Monday, October 22, 2012

"Inefficient" Redistribution, or "Efficient" Insurance?

This crossed my mind this morning. I'm wary of lowering downside risk without some mitigation of the rewards, i.e. a mean preserving spread. But the new institutional economics has a lot to say about this. For example, one seeming paradox is that democracy complements markets, yet is more prone to social redistribution. North and his various coauthors have argued in several places that, for one thing, this cannot be explained by simple neoclassical theories, and two, that it may not be such a paradox.
Oddly, the argument made by Jon Stewart (and which they guy with the funny name was hesitant to endorse) is close to what the institutional school has argues for some time.
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The main roles of the state in promoting social welfare (that is, the overall well being of society) are (1) protecting private property rights (from both internal and external bandits); (2) lowering transactions costs; and (3) mitigating the risks associated with market participation. For example, a feudal system may not have promoted much "efficiency", but it did provide a framework for protecting both elites and non-elites from violence.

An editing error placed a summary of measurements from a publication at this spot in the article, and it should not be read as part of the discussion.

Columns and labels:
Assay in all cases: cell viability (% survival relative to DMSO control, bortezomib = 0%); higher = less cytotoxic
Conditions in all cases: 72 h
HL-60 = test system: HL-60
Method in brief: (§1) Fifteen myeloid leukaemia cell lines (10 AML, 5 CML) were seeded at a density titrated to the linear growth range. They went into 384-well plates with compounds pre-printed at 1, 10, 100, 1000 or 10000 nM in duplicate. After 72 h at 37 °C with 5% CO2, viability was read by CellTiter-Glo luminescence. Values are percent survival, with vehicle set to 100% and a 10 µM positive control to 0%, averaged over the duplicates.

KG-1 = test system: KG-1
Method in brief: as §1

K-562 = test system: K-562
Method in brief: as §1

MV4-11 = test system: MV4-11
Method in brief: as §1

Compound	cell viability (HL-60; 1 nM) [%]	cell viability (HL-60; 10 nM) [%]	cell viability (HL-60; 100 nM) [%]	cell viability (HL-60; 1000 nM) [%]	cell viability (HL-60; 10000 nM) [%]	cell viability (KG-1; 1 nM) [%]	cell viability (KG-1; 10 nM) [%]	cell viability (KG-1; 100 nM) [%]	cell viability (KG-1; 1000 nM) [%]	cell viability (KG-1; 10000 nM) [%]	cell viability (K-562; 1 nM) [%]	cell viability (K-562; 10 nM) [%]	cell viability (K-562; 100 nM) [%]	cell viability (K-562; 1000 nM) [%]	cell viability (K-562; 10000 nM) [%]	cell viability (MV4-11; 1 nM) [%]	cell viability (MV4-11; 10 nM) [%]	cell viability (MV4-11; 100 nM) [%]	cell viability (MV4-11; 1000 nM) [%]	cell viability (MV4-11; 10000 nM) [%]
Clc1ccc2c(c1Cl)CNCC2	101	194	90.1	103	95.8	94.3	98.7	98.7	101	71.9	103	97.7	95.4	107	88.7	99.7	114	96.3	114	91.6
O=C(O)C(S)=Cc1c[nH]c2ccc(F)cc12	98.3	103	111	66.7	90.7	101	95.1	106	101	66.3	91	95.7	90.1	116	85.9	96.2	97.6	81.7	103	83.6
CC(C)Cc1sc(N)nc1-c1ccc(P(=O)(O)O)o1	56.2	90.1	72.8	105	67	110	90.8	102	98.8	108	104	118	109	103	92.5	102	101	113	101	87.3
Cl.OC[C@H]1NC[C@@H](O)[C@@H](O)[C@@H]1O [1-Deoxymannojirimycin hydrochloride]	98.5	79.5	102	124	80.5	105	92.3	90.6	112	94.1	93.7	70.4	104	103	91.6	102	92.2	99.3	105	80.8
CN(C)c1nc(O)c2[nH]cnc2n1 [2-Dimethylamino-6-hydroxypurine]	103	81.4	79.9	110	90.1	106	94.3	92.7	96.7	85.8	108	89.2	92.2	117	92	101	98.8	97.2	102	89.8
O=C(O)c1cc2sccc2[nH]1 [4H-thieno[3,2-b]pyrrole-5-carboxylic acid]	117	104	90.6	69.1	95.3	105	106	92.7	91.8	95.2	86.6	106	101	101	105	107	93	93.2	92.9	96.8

Fast forward a bit. Why is it today that the most market-oriented economies are also both democratic and the most prone to "inefficient" redistribution? Is it mere rent-seeking by special interests? Hardly, although this may be partly the case. In fact, it seems that the most well-organized interests influencing the government would be opposed to redistribution in the form of social security, medicare, health care, welfare, etc. The argument that North and others make (and one that liberal politicians should be making more) is that reducing risk is important to a well-functioning market economy because it makes it easier for citizens to participate in the market.
Two things I disagree with from the video: (1) it's not just about lowering risk - for justify this in the context of market mechanisms, there has to be a premium that individuals pay when they realize the "high returns" outcome, i.e. higher average tax rates for the rich and wealthy; (2) it's not about "entrepreneurship", it's about market participation in general.

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